By Robert G. Segel
The second Maxim/Vickers Operators class was held on Thursday, September 28 through Sunday, October 1, 2006 at the classroom facilities of Long Mountain Outfitters LLC (LMO) located in Henderson, Nevada just outside of Las Vegas. Recognized as leading RKIs on Maxims and Vickers, the lead instructor was Dr. Ed Weitzman and ably assisted by Dolf Goldsmith and Robert Segel. The intentionally small class size allows students to receive plenty of individual instruction on all aspects of the classic Maxim and Vickers water-cooled machine guns. Students traveled from across the country to attend this in-depth course. Attending the class were Drew Burham from Missouri, Chris McRae from New Hampshire, Leo Ottoni from Michigan, and Paul Racine from California.
The comprehensive four day course covers all aspects of the Maxim and Vickers machine guns with classroom instruction and plenty of hands-on involvement.
The morning session began at 9 a.m. with an opening discussion on who Hiram Maxim was, the significance of the Maxim gun and its historical perspective. The lineage of the Maxim gun was explained with discussion of the early prototypes, the 1887-1893 black powder models, the first World Standard Model of 1895 and the contract with Ludwig Loewe and DWM in 1898. Further discussion outlined the Interim models of 1900, the 1904 Vickers and Colt Maxims, the 1908 and 08/15 Maxims, the Model of 1909, the Russian Model of 1910 and the Swiss Model of 1911. The morning session was rounded out with discussions on the Light Maxim (Vickers), the Mk I Vickers and tank and aircraft Vickers used by the US and British to 1968.
After lunch, an overview of the function principles of the Maxim and Vickers operating systems were explained followed by the instructors disassembling a Maxim lock. Locks were thengiven to each student to disassemble and reassemble with careful individual tutorial on the process. Not only did this acquaint the student with the proper disassembly and reassembly procedures, it also helped solidify the functional operation of the lock within the gun. It should be noted that not all Maxim locks are the same. There are subtle differences of locks and their parts depending on the model of Maxim involved. For instance, the lock of a German MG08 is quite a bit different than the lock of a Russian Model of 1910. Following the work on the Maxim locks, the instructors repeated the process using Vickers locks whereupon the students then disassembled and reassembled those locks.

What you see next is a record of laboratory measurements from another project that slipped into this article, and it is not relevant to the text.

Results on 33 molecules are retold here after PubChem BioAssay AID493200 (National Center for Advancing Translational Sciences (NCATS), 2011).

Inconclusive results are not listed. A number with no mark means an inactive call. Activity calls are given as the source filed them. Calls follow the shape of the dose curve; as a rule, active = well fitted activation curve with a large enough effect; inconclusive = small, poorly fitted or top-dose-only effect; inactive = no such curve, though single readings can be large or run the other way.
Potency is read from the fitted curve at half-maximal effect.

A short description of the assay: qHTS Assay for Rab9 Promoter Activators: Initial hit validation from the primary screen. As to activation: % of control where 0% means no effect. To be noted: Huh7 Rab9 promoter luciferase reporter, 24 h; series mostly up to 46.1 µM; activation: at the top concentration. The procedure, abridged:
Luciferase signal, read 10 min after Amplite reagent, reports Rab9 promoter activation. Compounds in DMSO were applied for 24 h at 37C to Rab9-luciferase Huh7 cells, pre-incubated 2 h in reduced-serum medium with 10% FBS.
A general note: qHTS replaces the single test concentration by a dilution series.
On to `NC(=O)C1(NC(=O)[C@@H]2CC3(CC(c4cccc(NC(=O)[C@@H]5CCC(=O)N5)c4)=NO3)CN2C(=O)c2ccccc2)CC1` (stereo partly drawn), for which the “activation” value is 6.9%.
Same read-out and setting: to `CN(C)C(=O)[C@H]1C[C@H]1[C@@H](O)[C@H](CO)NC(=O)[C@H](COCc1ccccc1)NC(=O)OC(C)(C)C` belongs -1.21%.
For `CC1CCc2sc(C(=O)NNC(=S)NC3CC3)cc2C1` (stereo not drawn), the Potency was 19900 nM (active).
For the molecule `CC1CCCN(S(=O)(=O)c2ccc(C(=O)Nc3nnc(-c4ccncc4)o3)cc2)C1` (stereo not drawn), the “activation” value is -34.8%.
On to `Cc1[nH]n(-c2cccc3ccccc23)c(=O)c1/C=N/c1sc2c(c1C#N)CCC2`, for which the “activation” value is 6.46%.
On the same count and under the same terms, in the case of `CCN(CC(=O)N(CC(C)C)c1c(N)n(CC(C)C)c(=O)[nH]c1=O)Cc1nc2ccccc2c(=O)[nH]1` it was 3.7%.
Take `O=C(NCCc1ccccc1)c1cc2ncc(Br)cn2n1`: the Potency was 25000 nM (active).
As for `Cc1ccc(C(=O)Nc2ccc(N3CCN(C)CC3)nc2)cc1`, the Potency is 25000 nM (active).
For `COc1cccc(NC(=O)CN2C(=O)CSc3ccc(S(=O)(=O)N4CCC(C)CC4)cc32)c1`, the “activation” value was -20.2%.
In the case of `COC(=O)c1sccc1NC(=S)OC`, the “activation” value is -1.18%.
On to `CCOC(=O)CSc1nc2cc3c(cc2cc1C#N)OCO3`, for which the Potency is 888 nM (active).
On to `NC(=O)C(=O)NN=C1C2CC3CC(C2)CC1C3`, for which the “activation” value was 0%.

Discussions continued in the morning session on the detailed function of the Maxim lock, how it cycled, what was actually happening within the lock during firing and malfunctions that can occur. This was followed by a similar discussion of cycling and malfunctions of the Vickers lock. The morning meeting ended with a talk on modifications needed for aircraft usage.
Following lunch, various tripods were discussed that included types, styles, pintle pin fit, etc. An assortment of tripods was on hand for examination. The early types of tripods were covered as were the 1895 Ackland type, the 1904 US type, the 1908 German sled mount, Browning M1917A1 mount and early Vickers Mk IV tripods and their differences with the US version. Aircraft Maxim mounting and synchronization was also discussed.